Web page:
We are too quick with technology!

When it comes to technology we tend to want things now, at this very moment in time. By thinking like this we do not always think of the consequences. This post touches on a few (of the many) reasons why we are too quick with technology, as well as system failure.

US PreCheck system

On Thursday, 25th Oct 2012 a BBC News article identified how frequent fliers could have posed a risk to airlines: frequent fliers could by-pass certain security procedures because technology thought they were always going to stay ‘safe’ travellers.

Furthermore, by using technology too quickly, domestic airlines learnt that their digital barcodes were unencrypted. Unencrypted barcodes are very vulnerable to unauthorised users because they are easier to hack. Unencryption basically opens up a whole program up to the internet because anyone with the skills and access to the site can potentially access the system.

Unencrypted data is basically an open invitation to intruders. It’s a bit like having a house but leaving the front door unlocked — almost anyone can break in.

Boeing and WiFi

A UK newspaper also highlighted in an article one of the most concerning system failures, in my view, because they embraced technology too quickly — boeing.

A few years ago Boeing thought they could give WiFi to their customers flying on Boeing 787. Yes, this would have been ground-breaking at the time by allowing people (a few years ago) to get internet on the move and in the sky, literally! But they soon discovered that having one single on-board network (i.e. a single system would carry the navigation, control, the internet…) could allow a passenger to hi-jack the plane from the passenger deck because they shared the same system. This meant that if someone was granted access to the internet on the 787, they could gain unauthorised access to other areas of the same network — including the navigation system.

This is a bit like allowing a stranger to use your kitchen, it wouldn’t be impossible for this same stranger to use your bathroom: they’re already in! If a passenger had the technical skill set they could gain entry to other systems, even if they were unauthorised — why didn’t they allow passengers to simply fly the plane from the cockpit!

Okay, this was caught on-time but it shows just how quick companies (and us!) are embracing technology.

Terms and conditions apply

We do it all the time, you and I. When was the last time you hit the “I Accept” button at the end of that long contract? Or do you just hit the button and use the service, hoping that you can do everything, such as authorised printing, for example. Are you really allowed to do what you do? Or is it clearly written in the terms and conditions? You know, the ones that few people, you and I (us!) actually read.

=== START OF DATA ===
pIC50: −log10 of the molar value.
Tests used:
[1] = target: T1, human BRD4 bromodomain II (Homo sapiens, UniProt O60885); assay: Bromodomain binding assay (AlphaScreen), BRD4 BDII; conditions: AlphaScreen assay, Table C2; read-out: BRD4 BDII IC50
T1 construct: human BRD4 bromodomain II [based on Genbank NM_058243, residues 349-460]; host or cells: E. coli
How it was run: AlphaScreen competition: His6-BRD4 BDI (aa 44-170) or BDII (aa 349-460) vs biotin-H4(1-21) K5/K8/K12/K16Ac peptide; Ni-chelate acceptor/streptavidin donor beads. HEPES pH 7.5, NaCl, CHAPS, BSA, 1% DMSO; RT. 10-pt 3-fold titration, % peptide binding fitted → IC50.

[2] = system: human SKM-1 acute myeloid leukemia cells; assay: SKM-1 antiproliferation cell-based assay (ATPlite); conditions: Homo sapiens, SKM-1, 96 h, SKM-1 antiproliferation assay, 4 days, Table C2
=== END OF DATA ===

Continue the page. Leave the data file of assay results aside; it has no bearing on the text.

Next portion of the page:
Browse safely. Think safely. Think smartly — use technology wisely. It is easy to embrace it too quickly. Doing this can harm you and I. Remember that the balance is important, right?

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6 thoughts on “We are too quick with technology!

  1. One of the benefits of me being a technophobe is I don’t take technology lightly nor do I find it easy to use. Meaning I am always reading all that fine print and proceeding cautiously (maybe too cautiously in most cases) when trying something new. I know this would be impractical with where the world is today, but there are several times I wish we could go back to the days of horse and buggy. Or at least partway back ;) lol

  2. Glad to see that someone else thinks the way I do! It seems there’s too much of a push to be first-to-market, where companies (consumers too, but the companies seem more dangerous in my opinion, as they’re actually creating these products) don’t consider all the possible pitfalls. And as technology becomes more and more entrenched in our daily lives, shortsightedness becomes mores and more dangerous (think about networked systems in cars, home automation, health related devices). It seems that functionality/features always comes first, and security is an afterthought. Not a big a deal with your AOL email account. A much bigger deal with grandma’s respirator, or the electrical system in your home.

  3. Sorry for the long reply, especially on an old post. It’s just that this topic is something I rent and rave about constantly; it’s nice to know that someone else actually thinks about this too! Hahaa

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